When people in urban and rural areas need to commute to their jobs, schools, doctors, or just to see their families, millions of them use public transportation whether it is a train, bus, ferry or some other form of mass transit. In fact, people board public transportation 35 million times each weekday (American Public Transportation Association). Using public transit helps reduce traffic, greenhouse gas emissions, and America’s dependence on foreign oil.
The statistics regarding transit ridership are impressive. According to the American Public Transportation Association:
- Public transportation ridership grew 37.2 percent from 1995 to 2013, almost double the growth rate of the U.S. population (20.3 percent).
- Passengers took 10.7 billion trips in 2013 – the highest ridership since 1956.
- The nation’s largest transit agency, MTA New York City Transit, carried passengers on 3.3 billion trips for 12.2 billion miles.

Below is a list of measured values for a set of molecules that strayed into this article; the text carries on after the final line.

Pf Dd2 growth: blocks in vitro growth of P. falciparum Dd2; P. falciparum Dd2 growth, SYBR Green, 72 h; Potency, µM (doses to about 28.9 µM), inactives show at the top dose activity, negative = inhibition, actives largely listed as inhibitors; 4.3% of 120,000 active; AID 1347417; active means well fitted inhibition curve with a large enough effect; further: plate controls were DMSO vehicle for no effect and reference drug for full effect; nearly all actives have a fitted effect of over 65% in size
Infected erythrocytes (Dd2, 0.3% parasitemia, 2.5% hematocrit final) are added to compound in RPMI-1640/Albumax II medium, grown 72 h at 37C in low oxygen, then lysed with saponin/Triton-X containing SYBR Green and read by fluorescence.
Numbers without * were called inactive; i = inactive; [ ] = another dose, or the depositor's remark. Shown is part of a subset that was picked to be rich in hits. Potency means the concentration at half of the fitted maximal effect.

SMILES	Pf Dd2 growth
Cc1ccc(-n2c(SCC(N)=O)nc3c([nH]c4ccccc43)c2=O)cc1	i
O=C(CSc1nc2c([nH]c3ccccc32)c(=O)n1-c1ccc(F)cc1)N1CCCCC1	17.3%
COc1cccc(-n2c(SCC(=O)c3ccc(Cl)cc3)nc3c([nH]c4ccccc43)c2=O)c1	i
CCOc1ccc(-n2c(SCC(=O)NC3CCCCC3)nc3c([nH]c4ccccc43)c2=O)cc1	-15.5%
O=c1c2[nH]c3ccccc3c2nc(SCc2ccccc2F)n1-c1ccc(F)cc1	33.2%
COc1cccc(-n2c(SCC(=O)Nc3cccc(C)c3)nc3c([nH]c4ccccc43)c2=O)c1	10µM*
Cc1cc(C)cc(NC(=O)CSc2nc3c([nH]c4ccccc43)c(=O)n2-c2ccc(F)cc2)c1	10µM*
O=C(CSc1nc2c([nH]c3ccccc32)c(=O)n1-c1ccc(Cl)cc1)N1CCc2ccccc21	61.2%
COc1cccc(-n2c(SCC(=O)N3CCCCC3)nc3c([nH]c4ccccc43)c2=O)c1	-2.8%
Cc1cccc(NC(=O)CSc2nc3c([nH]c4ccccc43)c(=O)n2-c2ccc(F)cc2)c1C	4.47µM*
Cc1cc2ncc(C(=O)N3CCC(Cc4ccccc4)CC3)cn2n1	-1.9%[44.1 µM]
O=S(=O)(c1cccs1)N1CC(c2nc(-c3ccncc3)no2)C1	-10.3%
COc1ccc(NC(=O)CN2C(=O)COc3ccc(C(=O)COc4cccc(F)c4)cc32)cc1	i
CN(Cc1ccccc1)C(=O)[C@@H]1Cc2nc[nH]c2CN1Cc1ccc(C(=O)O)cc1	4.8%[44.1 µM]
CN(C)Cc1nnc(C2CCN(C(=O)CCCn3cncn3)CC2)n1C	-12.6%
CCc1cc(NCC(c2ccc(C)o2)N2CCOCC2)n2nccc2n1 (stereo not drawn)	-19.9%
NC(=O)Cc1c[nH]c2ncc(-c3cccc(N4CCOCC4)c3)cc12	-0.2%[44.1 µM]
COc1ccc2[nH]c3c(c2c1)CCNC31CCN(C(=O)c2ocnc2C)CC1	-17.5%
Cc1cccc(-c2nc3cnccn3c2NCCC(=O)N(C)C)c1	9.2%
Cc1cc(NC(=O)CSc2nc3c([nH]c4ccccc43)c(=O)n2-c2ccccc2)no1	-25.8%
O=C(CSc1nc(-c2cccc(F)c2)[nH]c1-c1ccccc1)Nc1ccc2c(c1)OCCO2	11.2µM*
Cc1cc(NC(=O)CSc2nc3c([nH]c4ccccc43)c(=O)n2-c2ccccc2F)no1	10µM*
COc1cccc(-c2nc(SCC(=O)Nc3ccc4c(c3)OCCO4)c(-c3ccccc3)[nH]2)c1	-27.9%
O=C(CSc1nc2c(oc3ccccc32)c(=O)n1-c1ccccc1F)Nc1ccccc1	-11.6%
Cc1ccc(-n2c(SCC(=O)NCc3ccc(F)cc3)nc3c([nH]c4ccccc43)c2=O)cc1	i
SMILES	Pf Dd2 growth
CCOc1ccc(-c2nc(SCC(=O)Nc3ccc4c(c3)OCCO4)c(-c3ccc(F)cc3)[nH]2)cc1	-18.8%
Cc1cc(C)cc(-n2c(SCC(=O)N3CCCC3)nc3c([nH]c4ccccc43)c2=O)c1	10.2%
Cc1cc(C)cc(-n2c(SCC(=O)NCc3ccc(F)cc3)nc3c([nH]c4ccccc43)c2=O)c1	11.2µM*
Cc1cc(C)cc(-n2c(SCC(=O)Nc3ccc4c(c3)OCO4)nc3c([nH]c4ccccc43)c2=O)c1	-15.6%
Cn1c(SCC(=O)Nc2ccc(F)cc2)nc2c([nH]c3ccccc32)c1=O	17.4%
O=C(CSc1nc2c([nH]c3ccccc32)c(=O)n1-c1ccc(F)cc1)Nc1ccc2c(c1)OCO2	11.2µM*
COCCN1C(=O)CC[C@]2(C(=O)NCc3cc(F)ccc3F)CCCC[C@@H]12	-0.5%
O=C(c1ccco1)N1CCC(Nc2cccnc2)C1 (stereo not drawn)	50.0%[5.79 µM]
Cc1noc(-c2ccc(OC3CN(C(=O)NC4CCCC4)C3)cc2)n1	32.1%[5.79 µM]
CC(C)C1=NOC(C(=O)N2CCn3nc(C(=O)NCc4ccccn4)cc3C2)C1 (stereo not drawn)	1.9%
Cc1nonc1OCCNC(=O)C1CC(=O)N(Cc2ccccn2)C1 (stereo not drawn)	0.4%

- Public transit users save more than $9,381 per year by taking public transportation instead of driving (American Public Transportation Association, 2010).
- Public transit reduces petroleum consumption by a total of 1.4 billion gallons of gasoline each year. This represents 108 million fewer cars filling up – almost 300,000 everyday (ICF International, 2007).
- In 2006, public transit around the country saved 3.4 billion gallons of oil and prevented 26 million tons of greenhouse gases (Maryland Public Interest Research Group, 2008).
As urban areas continue to grow, and roads reach their capacity, there will be an increased demand for transit buses, trains, vans, and other means to move people efficiently and without harming the environment. We must continue to make smart investments in our mass transit systems so that people will have choices when it comes to their mobility.
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Of the $384 billion needed to safeguard the nation’s drinking water, the most significant expense, $247.5 billion, should go to replacing aging pipes, many of which are 50 to 100 years old.